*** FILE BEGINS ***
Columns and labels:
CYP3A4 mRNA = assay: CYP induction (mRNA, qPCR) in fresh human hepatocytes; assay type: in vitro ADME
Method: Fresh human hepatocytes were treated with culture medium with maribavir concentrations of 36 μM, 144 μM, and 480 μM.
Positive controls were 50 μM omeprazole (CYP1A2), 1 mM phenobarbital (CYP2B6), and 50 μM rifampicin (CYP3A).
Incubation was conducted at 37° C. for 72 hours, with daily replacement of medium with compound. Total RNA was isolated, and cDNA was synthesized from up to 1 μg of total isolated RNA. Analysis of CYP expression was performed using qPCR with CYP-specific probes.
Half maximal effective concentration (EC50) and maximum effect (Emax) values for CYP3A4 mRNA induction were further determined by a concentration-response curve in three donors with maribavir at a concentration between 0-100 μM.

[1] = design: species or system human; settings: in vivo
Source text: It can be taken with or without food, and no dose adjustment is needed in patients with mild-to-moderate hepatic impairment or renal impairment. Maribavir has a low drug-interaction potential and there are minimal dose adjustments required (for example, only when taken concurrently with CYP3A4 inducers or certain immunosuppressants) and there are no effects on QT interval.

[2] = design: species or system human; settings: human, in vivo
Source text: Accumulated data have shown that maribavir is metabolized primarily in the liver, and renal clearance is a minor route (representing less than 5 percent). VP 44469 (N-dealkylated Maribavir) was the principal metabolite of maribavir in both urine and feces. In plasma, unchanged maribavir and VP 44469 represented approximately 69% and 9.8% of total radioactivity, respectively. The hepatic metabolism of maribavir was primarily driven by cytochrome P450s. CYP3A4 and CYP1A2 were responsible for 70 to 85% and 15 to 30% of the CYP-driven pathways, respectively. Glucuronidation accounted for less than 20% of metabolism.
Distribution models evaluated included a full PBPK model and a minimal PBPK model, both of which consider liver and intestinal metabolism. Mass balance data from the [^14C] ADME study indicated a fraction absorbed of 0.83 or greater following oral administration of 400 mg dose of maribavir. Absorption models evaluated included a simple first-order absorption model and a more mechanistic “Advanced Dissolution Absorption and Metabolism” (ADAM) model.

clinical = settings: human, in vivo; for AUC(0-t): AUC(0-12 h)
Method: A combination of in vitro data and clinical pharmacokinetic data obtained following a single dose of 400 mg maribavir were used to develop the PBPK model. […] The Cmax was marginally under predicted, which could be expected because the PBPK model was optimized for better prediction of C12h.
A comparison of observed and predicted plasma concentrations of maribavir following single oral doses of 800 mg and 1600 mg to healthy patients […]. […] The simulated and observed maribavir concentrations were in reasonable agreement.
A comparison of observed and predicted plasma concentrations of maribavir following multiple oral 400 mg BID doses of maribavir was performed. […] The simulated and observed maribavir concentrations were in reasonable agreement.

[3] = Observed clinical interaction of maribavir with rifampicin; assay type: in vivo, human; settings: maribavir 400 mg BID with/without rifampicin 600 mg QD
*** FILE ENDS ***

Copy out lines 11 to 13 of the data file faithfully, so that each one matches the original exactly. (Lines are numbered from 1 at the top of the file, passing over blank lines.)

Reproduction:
Distribution models evaluated included a full PBPK model and a minimal PBPK model, both of which consider liver and intestinal metabolism. Mass balance data from the [^14C] ADME study indicated a fraction absorbed of 0.83 or greater following oral administration of 400 mg dose of maribavir. Absorption models evaluated included a simple first-order absorption model and a more mechanistic “Advanced Dissolution Absorption and Metabolism” (ADAM) model.

clinical = settings: human, in vivo; for AUC(0-t): AUC(0-12 h)
Method: A combination of in vitro data and clinical pharmacokinetic data obtained following a single dose of 400 mg maribavir were used to develop the PBPK model. […] The Cmax was marginally under predicted, which could be expected because the PBPK model was optimized for better prediction of C12h.